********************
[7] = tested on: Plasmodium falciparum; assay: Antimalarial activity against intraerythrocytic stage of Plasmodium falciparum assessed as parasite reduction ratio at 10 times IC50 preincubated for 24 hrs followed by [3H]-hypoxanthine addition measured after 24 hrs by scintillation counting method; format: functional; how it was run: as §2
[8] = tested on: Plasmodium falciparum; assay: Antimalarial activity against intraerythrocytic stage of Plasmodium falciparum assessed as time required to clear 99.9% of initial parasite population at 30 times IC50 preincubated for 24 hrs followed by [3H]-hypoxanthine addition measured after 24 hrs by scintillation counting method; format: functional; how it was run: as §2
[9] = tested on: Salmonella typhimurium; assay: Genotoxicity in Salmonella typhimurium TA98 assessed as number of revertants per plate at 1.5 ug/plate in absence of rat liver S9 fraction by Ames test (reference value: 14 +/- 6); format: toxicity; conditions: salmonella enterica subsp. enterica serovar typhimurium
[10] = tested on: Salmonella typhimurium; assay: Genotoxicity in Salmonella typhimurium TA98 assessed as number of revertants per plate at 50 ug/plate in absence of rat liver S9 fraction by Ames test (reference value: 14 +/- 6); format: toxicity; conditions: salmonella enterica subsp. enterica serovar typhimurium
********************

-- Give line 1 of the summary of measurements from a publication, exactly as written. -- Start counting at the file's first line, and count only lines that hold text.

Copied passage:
[7] = tested on: Plasmodium falciparum; assay: Antimalarial activity against intraerythrocytic stage of Plasmodium falciparum assessed as parasite reduction ratio at 10 times IC50 preincubated for 24 hrs followed by [3H]-hypoxanthine addition measured after 24 hrs by scintillation counting method; format: functional; how it was run: as §2